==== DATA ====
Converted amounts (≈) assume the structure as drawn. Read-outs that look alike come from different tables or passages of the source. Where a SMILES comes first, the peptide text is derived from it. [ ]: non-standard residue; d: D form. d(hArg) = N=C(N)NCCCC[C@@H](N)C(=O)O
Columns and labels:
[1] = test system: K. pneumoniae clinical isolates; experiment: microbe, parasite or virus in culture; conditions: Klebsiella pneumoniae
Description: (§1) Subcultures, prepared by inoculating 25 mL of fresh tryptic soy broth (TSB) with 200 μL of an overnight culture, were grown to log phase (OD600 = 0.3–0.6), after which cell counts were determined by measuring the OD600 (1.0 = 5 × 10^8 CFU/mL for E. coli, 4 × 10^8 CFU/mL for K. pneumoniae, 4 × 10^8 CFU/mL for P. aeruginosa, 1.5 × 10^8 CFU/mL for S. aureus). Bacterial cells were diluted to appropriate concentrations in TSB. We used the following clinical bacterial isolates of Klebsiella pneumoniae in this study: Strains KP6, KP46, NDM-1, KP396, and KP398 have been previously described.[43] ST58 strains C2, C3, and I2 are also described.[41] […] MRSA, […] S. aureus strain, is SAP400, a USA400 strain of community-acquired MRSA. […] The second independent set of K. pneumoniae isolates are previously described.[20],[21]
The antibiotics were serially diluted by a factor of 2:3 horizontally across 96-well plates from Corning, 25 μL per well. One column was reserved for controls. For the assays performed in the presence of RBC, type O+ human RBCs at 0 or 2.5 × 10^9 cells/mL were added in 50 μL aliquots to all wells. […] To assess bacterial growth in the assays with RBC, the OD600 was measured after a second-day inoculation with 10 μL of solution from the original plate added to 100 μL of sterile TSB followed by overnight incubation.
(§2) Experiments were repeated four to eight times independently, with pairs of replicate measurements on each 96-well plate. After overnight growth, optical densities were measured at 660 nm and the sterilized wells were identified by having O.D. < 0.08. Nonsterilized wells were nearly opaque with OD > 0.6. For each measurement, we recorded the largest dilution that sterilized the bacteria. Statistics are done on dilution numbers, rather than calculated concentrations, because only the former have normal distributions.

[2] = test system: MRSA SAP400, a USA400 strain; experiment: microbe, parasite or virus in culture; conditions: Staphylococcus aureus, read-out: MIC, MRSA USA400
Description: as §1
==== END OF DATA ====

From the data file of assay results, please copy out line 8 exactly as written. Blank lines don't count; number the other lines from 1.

Description: as §1